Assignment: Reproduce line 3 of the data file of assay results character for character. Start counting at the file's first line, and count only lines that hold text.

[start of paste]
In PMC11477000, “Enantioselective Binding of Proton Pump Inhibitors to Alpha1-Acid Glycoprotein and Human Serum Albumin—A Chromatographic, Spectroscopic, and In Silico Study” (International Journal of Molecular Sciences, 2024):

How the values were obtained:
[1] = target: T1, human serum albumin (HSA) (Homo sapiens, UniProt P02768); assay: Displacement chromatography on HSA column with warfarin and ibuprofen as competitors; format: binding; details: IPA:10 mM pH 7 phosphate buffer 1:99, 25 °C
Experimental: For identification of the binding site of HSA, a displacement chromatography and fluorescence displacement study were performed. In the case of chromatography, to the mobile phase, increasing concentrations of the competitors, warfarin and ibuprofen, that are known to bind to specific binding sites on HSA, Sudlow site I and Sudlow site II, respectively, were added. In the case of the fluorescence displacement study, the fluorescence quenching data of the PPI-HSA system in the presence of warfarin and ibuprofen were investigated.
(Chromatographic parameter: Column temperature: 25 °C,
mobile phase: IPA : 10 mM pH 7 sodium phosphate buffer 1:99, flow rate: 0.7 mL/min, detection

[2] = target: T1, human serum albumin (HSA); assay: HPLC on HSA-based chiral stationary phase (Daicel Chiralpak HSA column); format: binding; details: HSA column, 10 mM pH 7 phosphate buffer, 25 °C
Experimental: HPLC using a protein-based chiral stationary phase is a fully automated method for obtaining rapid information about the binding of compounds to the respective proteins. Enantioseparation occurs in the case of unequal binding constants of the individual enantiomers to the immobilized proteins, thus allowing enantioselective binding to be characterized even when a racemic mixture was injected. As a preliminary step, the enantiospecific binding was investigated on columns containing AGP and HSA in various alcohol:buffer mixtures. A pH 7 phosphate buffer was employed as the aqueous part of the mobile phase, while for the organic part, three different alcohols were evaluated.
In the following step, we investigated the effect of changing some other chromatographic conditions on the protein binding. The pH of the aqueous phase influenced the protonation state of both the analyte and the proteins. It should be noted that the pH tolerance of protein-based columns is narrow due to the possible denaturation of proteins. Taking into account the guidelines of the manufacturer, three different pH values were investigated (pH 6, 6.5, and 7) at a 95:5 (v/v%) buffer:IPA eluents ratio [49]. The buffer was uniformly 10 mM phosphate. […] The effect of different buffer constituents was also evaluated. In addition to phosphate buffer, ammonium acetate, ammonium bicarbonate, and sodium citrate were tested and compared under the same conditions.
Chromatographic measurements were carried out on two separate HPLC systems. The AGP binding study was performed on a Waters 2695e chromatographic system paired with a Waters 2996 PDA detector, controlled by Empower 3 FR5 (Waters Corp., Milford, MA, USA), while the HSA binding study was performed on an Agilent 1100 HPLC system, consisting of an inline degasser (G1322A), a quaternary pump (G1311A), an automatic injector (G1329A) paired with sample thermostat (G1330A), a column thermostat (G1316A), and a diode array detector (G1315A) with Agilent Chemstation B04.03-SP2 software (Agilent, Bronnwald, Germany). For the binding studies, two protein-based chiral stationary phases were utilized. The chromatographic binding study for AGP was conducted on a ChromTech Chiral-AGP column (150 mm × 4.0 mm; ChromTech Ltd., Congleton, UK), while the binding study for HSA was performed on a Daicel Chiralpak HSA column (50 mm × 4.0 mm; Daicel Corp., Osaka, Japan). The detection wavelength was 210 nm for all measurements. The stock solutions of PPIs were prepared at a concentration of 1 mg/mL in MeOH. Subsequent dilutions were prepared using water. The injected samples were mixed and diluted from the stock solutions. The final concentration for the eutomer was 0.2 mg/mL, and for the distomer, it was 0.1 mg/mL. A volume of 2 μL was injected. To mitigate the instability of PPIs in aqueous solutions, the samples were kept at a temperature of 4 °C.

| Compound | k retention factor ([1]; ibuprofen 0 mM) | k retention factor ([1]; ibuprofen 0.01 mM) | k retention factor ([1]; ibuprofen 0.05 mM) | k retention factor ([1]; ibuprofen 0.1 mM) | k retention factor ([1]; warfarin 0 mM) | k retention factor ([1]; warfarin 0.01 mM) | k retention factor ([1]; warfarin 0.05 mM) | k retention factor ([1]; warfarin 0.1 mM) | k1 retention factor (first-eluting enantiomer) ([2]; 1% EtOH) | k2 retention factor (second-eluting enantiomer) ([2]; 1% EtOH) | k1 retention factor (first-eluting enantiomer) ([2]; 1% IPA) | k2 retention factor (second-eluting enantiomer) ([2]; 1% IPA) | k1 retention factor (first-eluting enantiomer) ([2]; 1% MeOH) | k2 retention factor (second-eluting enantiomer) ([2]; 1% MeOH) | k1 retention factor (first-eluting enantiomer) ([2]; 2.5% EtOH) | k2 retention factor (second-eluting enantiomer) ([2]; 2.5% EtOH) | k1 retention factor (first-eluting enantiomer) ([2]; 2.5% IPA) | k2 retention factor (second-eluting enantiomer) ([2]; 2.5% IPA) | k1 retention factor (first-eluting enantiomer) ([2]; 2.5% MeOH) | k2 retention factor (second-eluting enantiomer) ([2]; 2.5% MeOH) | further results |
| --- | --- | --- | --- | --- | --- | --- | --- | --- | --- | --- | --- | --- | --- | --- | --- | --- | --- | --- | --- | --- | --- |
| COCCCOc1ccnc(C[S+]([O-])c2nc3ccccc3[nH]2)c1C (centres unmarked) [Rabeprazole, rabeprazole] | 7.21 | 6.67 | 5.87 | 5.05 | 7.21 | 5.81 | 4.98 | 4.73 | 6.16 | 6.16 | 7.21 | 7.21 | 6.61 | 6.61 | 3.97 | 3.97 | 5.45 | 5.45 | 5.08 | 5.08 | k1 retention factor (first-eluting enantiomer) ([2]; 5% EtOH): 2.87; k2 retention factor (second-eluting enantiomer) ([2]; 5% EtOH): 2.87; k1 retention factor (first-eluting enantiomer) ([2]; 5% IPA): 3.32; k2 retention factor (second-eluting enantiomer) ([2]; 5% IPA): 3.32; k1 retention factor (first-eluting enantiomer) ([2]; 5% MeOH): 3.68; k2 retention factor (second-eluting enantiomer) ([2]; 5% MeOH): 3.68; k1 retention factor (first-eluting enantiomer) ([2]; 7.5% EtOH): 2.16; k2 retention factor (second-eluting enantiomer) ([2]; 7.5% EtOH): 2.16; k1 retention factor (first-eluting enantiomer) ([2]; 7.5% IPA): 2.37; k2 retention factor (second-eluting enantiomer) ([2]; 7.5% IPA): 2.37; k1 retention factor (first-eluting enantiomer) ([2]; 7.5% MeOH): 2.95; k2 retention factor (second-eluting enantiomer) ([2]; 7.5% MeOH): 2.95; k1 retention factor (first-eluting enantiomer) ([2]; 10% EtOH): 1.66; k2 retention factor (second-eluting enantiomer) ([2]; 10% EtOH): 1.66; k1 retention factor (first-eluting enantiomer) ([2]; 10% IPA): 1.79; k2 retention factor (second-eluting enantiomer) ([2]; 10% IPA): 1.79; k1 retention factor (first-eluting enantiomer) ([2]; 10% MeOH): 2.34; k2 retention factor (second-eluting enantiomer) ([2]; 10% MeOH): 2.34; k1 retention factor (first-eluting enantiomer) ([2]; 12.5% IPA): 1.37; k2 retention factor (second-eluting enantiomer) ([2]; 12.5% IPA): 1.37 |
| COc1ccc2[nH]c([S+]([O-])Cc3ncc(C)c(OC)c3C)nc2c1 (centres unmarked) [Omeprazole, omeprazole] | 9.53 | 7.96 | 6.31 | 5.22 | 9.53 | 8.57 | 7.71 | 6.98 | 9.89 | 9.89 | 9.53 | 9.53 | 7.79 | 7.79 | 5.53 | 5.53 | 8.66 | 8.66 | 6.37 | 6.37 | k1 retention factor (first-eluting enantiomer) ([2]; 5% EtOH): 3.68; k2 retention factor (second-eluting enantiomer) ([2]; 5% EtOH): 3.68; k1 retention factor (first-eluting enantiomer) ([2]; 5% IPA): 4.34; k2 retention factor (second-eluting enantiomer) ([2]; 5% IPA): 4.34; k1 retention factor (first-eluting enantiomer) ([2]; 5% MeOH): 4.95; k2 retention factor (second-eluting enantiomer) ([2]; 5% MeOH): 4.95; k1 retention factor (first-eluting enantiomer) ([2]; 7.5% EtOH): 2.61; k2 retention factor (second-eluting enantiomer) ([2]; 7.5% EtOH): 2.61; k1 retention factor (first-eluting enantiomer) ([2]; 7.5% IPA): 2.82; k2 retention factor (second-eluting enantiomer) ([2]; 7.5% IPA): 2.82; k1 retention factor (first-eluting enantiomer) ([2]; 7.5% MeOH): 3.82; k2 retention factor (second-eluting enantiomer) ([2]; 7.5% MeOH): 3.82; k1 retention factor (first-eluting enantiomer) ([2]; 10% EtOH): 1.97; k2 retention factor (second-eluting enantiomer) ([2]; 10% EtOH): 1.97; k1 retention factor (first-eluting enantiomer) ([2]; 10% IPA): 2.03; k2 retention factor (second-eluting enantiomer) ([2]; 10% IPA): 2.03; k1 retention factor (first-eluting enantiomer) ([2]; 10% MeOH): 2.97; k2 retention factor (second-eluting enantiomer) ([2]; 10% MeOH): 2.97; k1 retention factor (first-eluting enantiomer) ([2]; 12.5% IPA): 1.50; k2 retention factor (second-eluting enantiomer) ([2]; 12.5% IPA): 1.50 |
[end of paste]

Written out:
[1] = target: T1, human serum albumin (HSA) (Homo sapiens, UniProt P02768); assay: Displacement chromatography on HSA column with warfarin and ibuprofen as competitors; format: binding; details: IPA:10 mM pH 7 phosphate buffer 1:99, 25 °C